13 July 2023

In 2003, Parliament’s Criminal and Justice Act introduced the ‘Imprisonment for Public Protection’ (IPP), an indeterminate sentence in which a person is detained in prison for a potentially unlimited period of time.

Earlier this month, UNGRIPP, an organisation campaigning for all those affected by the sentence, staged an exhibition encompassing photography, poetry, visual art and testimony from people serving IPP sentences and their families in the place where it all began: parliament.

The ornate and stately surroundings of parliament directly contrasted the hard-hitting nature of the exhibition.

The statistics on display at the exhibition lay bare the injustices of the sentence. Despite the sentence being abolished for people convicted on or after 3 December 2012, 2,916 people already sentenced to an IPP continue to serve the sentence, which has since been described as the ‘single greatest stain on our criminal justice system’.

A sea of white dots cascade across the black screens, with each dot representing each person still imprisoned on an IPP sentence. The red dots represent those who took their own lives.

INQUEST has repeatedly documented the undeniable link between the IPP sentence, hopelessness, self-harm and suicide. INQUEST has assisted bereaved families of 30 people on IPP who died in prison between 2008 – 2022. Twenty-five of those who died took their own life.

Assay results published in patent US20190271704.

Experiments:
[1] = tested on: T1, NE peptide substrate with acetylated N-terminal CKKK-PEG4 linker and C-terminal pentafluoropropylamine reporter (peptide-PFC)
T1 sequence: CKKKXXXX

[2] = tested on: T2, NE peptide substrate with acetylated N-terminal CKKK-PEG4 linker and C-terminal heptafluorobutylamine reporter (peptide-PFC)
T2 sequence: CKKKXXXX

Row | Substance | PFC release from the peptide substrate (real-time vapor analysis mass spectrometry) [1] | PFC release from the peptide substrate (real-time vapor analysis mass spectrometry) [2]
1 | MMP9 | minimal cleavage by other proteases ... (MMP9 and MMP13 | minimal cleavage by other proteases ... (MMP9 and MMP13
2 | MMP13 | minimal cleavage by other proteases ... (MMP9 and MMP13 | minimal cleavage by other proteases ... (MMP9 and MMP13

Tommy Nicol is one of the 25 people who took their own life on an IPP sentence. He died in 2015, two years over his minimum tariff with no hope of being released. He described the IPP sentence as the ‘psychological torture of a person who is doing 99 years’.

A consultant forensic psychiatrist at the inquest gave evidence that the IPP sentence contributed to Tommy’s death ‘more than anything else’ as it made him ‘lose hope’. Tommy’s sister, Donna Mooney, has since become a vocal campaigner against the IPP sentence with UNGRIPP.

The photography by Andy Aitchison exposes the horror the sentence inflicts on the people imprisoned, as well as their families and communities more broadly.

The photographs serve as vignette of the lives stolen, time lost, and lives indelibly marked by IPP, whilst the poetry by those imprisoned articulate the profound pain and suffering experienced first-hand.

A poem by Joe Outlaw captures the sense of decay that accompanies an IPP:

Reflection staring back at me, I do not recognise.

Sunken cheeks, ashen skin and weary, tired eyes.

My body fails me nowadays, my strength is in the past.

The years I’ve spent in prison may also be my last.

My family growing older and some now passed away.

This sentence has deprived me of much more than I can say.

In February the Government rejected the Justice Committee’s recommendation to resentence all IPP prisoners. UNGRIPP continues to campaign for a resentencing project, which could potentially happen if an amendment to the Victims and Prisoners Bill is successful.

UNGRIPP are asking for people to write to their MP to build public pressure against the IPP sentence. Significantly, the Bill also represents an opportunity to abolish the IPP sentence retrospectively – UNGRIPP’s principle campaign demand.

Photo © Andy Aitchison